Was PAX East's Diversity Lounge A Success? I Asked People Who Went

Ubiquitous webcomic Penny Arcade's taken some rather poor stances on diversity in the past, leading some people (myself included) to avoid PAX altogether for the time being. However, PA is at least attempting to clean up its act, starting with a "Diversity Lounge" that debuted at PAX East. But did it help? Or did it only pay lip service to a much larger issue?

The Diversity Lounge itself was placed just outside PAX's well-trafficked "Badger" theater and near the convention's front lobby. It wasn't really staffed by many video game developers, but its 14 tables brimmed with members of inclusive groups like Toronto Gaymers, Bent Con, Queer Geek, PressXY, disability-centric group and charity AbleGamers, card game Advent Saga, webcomic Capitol Hillbillies, and roving Magic The Gathering cabal The Lady Planeswalkers Society. There were also beanbag chairs for the con-exhausted masses who just wanted to get off their feet for a little while and hang out.

Reactions coming out of the show have been mixed. The Diversity Lounge itself, many I've spoken to claimed, was a safe, inviting space full of helpful, passionate people. However, it wasn't particularly well-publicized, which left some feeling like the lounge had been tossed out in the cold, forced to fend for itself.

Was PAX East's Diversity Lounge A Success? I Asked People Who Went

"I want to start off by saying that I went in to the Diversity Lounge not knowing what to expect because of all of the negative backlash on the internet when it was announced," author and cosplayer Ger Tysk told me. "I was more than pleasantly surprised the whole weekend. The lounge was, contrary to what a lot of people were saying, not a place where people were pushed into a corner and held up to be 'different' than other people. The lounge really felt like just another facet of the convention."

"The PAX Enforcers at the door were extremely personable, and not only watched the room, but actively participated in the educational process of the visitors with smiles and hugs," added Trans Against Insanity panelist and member of trans-centric gaming group PressXY Lexi Richardson. "Honestly, it was a great time. I personally witnessed cisgender men and women come into the lounge with questions, and they got answers. A few people actually told me that the room and panel had changed their minds and taught them that trans people aren’t all that strange after all. It was immensely personally rewarding to explain something about life as a transsexual woman, and have them excitedly shake my hand and thank me."


"The Diversity Lounge was a safe space."


"Not only that, but the general feeling of the room was that of safety. Diversity is about everyone. White, black, Cis, Trans, Male, Female, Gender Queer, and everything in between. If somebody was feeling overwhelmed by the immense crowds on the show floor, then they could come to the Diversity Lounge and relax on a bean bag, or talk with the exhibitors. It was a safe space."

Unfortunately there weren't really scheduled events to draw people to the lounge, but Penny Arcade artist Mike "Gabe" Krahulik stopped by for a couple hours to demo his tabletop game, Thornwatch, and interact with attendees. While not the biggest possible helping hand from on high, this moment was especially significant given Krahulik's previous wars of words with openly trans individuals. One might read that as a half-baked attempt at making amends, but Diversity Lounge attendees came away pretty pleased.

"Mike carried himself perfectly," opined Interplay (Wasteland, Bard's Tale III) co-founder, former PlayStation engineer, and current Olde Skuul CEO Rebecca Heineman. "He wasn't there to 'make a showing.' He was there to try out his game and gather feedback, and where else better to enlist a gender inclusive group to join together and battle against the monsters on the play field? We were there to play a game, and play we did. He listened to all of our feedback and was taking notes like a madman, including comments about adding female characters to his game and minor rule changes since we did break his game by unorthodox play."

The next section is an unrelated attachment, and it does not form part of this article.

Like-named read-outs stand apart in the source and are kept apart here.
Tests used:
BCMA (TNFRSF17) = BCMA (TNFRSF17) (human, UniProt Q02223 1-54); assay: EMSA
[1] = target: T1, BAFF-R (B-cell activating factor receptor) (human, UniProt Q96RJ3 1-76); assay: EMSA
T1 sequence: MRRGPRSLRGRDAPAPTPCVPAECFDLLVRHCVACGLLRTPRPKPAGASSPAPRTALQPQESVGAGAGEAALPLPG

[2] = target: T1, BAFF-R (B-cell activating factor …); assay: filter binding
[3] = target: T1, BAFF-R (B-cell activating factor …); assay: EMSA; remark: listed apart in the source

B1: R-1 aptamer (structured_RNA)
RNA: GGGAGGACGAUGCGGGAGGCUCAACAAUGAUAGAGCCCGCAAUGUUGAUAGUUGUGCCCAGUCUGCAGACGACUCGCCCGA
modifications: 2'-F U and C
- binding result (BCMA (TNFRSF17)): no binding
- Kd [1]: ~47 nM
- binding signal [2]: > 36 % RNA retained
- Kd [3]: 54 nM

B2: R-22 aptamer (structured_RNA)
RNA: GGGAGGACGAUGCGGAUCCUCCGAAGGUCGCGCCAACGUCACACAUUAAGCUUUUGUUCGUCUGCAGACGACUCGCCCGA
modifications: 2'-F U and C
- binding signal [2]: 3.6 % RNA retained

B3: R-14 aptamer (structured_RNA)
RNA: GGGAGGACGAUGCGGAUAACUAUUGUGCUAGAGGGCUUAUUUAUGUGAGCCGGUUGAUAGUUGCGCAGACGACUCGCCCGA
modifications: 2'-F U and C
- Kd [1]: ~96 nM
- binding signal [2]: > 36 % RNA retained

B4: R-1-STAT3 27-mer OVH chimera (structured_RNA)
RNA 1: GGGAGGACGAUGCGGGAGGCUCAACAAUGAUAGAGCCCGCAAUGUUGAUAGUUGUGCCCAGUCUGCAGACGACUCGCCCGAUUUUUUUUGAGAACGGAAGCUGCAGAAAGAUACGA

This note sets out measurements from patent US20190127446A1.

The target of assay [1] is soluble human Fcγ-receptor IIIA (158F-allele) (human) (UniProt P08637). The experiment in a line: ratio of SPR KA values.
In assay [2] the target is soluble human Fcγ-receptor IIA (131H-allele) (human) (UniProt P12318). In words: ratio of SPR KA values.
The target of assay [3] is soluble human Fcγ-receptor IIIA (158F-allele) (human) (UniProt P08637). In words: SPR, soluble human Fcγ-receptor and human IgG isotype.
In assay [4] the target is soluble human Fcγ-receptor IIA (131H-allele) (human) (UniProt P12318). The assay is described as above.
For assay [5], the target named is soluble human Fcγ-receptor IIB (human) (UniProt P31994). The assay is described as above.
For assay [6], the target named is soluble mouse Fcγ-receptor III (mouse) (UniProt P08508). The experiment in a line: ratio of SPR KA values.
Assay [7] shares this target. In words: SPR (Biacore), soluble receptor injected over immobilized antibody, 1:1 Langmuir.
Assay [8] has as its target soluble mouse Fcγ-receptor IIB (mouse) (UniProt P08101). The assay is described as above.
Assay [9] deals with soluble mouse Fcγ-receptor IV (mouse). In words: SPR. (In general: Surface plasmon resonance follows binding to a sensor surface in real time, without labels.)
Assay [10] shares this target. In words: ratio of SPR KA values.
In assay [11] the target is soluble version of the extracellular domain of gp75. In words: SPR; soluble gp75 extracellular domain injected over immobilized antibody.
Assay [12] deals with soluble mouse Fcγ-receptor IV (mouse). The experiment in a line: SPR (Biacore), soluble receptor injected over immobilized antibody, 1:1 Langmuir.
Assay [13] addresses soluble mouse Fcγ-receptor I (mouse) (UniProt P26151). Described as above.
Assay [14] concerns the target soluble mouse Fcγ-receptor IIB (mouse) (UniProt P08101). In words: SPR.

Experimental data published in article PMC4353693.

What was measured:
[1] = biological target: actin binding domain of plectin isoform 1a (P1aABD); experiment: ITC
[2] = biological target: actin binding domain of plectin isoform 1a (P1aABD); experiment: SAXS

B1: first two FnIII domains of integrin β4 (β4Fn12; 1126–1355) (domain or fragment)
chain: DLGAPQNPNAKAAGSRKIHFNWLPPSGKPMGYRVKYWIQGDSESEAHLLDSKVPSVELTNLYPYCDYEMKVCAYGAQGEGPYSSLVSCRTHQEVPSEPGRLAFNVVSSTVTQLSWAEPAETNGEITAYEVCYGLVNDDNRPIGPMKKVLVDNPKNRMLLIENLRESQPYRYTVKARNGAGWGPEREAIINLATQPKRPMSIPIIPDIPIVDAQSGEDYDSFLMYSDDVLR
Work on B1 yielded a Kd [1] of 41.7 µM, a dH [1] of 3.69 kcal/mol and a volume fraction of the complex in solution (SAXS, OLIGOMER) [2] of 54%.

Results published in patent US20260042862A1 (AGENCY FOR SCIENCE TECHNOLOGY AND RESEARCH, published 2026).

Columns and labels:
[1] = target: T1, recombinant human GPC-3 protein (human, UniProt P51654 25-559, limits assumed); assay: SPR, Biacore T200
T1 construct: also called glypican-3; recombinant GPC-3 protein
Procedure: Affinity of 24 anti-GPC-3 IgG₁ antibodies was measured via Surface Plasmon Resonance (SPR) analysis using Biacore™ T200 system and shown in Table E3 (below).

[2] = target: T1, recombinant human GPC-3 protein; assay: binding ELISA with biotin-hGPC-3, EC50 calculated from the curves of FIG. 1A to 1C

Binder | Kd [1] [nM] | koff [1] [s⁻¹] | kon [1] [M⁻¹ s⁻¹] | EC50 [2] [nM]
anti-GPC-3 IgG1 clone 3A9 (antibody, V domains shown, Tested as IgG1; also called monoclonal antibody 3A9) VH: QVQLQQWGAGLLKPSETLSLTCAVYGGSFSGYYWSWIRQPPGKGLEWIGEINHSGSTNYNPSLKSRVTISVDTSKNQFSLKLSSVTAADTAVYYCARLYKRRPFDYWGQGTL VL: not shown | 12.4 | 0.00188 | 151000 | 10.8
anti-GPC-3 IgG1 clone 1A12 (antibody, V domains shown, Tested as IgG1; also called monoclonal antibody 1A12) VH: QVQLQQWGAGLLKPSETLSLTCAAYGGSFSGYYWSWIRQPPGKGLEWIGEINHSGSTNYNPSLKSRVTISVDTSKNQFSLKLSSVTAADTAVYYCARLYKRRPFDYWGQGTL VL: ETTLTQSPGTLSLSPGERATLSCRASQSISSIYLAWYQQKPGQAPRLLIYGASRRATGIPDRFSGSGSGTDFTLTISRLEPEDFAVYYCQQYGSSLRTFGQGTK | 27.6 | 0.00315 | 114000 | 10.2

Others were less effusive in their praise, but it sounds like Krahulik hosted a solid session overall. "Both [PA writer] Jerry Holkins and Mike made appearances in the Diversity Lounge," said AbleGamers editor-in-chief Steve Spohn. "Given how much they are in demand around the entire conference, I think they did well appearing when they could."

Although only a few video game developers presented at the Diversity Lounge, a handful apparently came through to ask questions and seek valuable consultation for their games. "I had a few devs drop by with ethics-related questions," said De Montfort University computer ethics academic Catherine Flick. "It was really good to see them. Many more boardgame writers than video game writers, but hey, I'm not picky. Some Microsoft people dropped by as well, along with people from 2K. Lots of indie writers too."

The Diversity Lounge's first run, however, was less of a silver bullet for Penny Arcade's recent troubles and more of a late-firing starting gun. It was an important first effort, but it still has a long way to go.

Was PAX East's Diversity Lounge A Success? I Asked People Who Went

The first big issue? Advertising and publicity. While the Diversity Lounge was decently located all things considered, it was still off the beaten path, removed from the hustle and bustle of the Expo Floor, and—most damningly—not given prominent placement on PAX's website or promo materials, nor were there any sponsors from major gaming companies. It was more of a pleasant surprise, nestled away from the general populace unless they put in the legwork to seek it out. There were official "Roll for Diversity" lanyards and panel schedules (panels were separate from the lounge itself) for those who wanted them, but it's like I always say: if you want to hide your deepest, darkest secrets where nobody will ever find them, put them on a convention lanyard.

"There's no mention of the lounge on PAX's website," said Toronto-based indie developer and Queer Geek booth volunteer Royel Edwards. "What's the point of announcing a safe initiative only to brush it to the side online and in the convention? I want to see people learning more about diversity and it felt like PAX itself wasn't pushing its own product enough to let people know that it's a thing you can be a part of."

"If PAX wants a Diversity Lounge, attendees HAVE to know about it. The lounge had no presence on the show floor, and chances are people only found the lounge because they didn't know what was happening in the room and just wanted to check it out."


"If PAX wants a Diversity Lounge, attendees HAVE to know about it."